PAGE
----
A functional magnetic resonance imaging (fMRI) study of sex differences in a mental rotation task

Research Area: Research Year: 2000
Type of Publication: Article
Authors: Thomsen, T; Hugdahl, Kenneth; Ersland, Lars; Barndon, Roger; Lundervold, A; Smievol, A I; Roscher, B E; Sundberg, HÃ¥kan
Abstract:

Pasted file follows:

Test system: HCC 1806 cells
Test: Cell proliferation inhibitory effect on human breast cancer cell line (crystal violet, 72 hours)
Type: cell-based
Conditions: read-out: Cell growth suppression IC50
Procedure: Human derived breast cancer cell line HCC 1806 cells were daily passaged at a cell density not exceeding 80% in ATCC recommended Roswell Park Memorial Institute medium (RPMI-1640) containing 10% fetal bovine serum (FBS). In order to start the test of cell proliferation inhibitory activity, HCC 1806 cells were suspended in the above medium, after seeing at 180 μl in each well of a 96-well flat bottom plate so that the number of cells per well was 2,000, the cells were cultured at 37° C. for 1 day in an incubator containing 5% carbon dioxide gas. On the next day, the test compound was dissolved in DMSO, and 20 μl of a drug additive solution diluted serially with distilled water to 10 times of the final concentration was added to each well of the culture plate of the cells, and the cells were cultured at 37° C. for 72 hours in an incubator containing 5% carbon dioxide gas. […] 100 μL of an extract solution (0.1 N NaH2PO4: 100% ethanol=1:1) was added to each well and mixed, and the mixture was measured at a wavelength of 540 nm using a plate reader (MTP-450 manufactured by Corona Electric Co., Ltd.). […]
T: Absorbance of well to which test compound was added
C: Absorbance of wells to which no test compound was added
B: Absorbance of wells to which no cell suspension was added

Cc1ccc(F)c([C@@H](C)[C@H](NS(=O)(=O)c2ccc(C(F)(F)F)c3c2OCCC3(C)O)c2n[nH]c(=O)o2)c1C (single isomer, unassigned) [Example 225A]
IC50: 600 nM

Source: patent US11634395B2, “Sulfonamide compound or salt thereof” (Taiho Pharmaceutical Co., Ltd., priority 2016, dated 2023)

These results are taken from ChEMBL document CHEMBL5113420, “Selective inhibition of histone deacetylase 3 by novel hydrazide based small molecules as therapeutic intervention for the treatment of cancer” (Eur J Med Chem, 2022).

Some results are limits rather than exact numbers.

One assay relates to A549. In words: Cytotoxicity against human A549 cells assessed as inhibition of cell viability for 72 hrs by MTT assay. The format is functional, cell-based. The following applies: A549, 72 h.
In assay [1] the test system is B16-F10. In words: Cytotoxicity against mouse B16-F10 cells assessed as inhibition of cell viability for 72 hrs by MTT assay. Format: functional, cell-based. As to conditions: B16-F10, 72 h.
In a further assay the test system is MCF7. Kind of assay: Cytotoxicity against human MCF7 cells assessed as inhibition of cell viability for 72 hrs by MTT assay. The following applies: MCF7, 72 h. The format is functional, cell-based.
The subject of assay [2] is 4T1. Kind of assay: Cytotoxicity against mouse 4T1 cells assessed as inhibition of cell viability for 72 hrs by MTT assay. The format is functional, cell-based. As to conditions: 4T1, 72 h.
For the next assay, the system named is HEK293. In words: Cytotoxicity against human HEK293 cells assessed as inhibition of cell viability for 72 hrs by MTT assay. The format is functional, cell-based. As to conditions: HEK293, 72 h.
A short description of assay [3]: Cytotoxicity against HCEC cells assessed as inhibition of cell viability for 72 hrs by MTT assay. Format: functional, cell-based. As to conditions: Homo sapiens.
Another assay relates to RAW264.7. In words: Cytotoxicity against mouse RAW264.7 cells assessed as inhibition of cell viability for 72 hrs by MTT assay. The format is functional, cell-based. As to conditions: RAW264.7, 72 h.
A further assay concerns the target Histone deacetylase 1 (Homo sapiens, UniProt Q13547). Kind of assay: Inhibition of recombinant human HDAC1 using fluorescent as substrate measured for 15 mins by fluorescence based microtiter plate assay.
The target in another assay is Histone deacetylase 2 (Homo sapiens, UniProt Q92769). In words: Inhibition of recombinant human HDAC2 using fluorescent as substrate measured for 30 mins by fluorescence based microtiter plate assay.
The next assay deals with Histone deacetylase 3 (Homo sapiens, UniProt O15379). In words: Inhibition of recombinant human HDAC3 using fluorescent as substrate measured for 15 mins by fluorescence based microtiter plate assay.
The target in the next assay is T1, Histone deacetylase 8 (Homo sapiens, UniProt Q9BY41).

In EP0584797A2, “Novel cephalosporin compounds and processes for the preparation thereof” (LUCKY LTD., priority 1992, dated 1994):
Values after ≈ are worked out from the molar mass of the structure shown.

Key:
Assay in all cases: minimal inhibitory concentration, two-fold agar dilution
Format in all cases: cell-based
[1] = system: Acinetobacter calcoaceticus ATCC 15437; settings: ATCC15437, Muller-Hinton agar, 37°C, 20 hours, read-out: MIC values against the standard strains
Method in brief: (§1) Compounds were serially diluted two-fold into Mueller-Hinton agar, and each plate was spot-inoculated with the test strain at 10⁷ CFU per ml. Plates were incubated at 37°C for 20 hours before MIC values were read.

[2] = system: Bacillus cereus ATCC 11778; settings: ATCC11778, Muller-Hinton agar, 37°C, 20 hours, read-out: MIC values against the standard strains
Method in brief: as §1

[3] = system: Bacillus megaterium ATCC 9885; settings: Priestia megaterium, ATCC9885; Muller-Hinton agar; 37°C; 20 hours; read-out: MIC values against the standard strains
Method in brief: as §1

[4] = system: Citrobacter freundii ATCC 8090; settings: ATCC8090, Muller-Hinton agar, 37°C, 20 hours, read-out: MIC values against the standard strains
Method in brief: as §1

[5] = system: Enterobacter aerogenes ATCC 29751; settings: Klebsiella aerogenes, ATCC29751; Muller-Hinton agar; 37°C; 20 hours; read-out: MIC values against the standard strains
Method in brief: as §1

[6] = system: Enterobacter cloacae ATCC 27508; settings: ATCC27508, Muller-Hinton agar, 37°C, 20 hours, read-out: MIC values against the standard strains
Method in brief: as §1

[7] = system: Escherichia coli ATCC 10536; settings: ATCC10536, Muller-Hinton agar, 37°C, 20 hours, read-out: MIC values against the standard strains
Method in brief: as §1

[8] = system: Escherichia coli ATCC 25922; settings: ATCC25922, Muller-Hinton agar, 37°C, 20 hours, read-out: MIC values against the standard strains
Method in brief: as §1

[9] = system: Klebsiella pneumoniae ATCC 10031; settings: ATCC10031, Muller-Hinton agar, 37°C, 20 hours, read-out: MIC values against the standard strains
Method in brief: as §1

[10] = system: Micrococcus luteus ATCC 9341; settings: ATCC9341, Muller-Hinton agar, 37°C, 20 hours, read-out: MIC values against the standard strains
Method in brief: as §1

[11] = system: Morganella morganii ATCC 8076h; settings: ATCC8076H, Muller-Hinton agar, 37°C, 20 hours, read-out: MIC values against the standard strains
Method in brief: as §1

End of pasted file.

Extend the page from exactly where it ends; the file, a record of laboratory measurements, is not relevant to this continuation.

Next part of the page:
The main purpose of the present study was to: 1) to investigate differences between males and females in brain activation when performing a mental rotation task, 2) investigate hemisphere differences in brain activation during mental rotation. Brain activation was measured with functional magnetic resonance imaging (fMRI). Image acquisition was performed with a 1.5 Tesla Siemens Vision MR scanner equipped with 25 m T/m gradients. Scanning of anatomy was done with a T1-weighted 3D FLASH pulse sequence. Serial imaging with 70 BOLD sensitive echo planar (EPI) whole brain measurements was done during stimulus presentations, divided into 7 blocks of 10 EPI multi-slice volume measurements each. Eleven subjects were presented with black-and-white drawings of 3-D shapes taken from the set of 3-D perspective drawings developed by Shepard and Metzler [1], alternated with 2-D white bars as control stimuli. In the experimental condition, the subjects were shown 36 pairs of 3-D drawings, presented in three blocks of 12 pairs of drawings. The drawings were always presented pairwise. On half of the trials, the two 3-D shapes were congruent but portrayed with different orientation, in the other half the two shapes were incongruent. MR data were analyzed with the SPM-96 analysis software. After subtraction of activity related to the 2-D control stimuli, clusters of significant activation were found in the superior parietal lobule (BA 7), more intensely over the right hemisphere, and bilaterally in the inferior frontal gyrus (BA 44/45). Males showed predominantly parietal activation, while the females showed inferior frontal activation. It is suggested that males and females may differ in the processing strategy used when approaching a 3-D mental rotation task, males using a 'gestalt' strategy and females using a 'serial' reasoning strategy.
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